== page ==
The Shakespeare Conference: SHK 10.1307  Friday, 23 July 1999.

From:           Sean Lawrence <This email address is being protected from spambots. You need JavaScript enabled to view it.>
Date:           Thursday, 22 Jul 1999 10:08:22 +0000
Subject: 10.1297 Hamlets
Comment:        Re: SHK 10.1297 Hamlets

Dana Wilson writes:

>Seeing Hamlet's
>conversation with Rosencrantz and Guildenstern set among so much squalor
>really put the idea of Denmark as a prison into perspective for me.

Actually, I didn't see it as squalid at all.  Everyone can afford to
ride horses, an aristocratic pursuit, and eat meat.  The whole thing
made me think of a relaxing barbecue.

>In fact, seeing the squalor of Denmark in this production also gave me a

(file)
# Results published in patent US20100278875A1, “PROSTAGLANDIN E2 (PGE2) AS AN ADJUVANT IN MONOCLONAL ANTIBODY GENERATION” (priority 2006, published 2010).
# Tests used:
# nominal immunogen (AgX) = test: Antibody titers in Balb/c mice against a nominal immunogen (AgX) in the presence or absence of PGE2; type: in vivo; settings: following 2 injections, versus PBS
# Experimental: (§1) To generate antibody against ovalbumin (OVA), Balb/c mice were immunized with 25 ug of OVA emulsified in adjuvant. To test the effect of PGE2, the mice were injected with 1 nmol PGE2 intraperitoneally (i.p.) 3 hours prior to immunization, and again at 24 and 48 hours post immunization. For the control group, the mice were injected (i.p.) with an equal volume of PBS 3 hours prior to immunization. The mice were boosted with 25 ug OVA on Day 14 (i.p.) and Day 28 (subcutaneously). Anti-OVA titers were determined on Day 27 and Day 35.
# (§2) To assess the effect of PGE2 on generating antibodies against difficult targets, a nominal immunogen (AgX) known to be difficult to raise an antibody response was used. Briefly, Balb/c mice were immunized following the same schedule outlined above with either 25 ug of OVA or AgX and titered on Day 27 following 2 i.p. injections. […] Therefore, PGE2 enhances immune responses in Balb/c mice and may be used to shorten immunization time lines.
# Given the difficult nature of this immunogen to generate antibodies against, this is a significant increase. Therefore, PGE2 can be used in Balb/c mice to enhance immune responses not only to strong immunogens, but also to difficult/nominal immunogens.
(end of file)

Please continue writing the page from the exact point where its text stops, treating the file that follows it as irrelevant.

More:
>new perspective on III,iv, 103, where Hamlet calls Claudius a king of
>'shreds and patches'.  In the Kenneth Brannagh Hamlet, everyone was so
>well dressed I missed the implications of this line but I think that
>based on whether the squalor is real or only a product of Hamlet's
>ambition which is to say mind, would significantly change the
>interpretation of the play.

I just think that it looks vaguely medieval.  Nobody seems to be cold or
going hungry for lack of purchasing power.

>The reason this thesis would be
>interesting is that Polonius behind the curtain cannot see where Hamlet
>is pointing, though he may by hearing have some sense of the position of
>the ghost in the room.

Actually, he can't see anything, since he's dead by this point.


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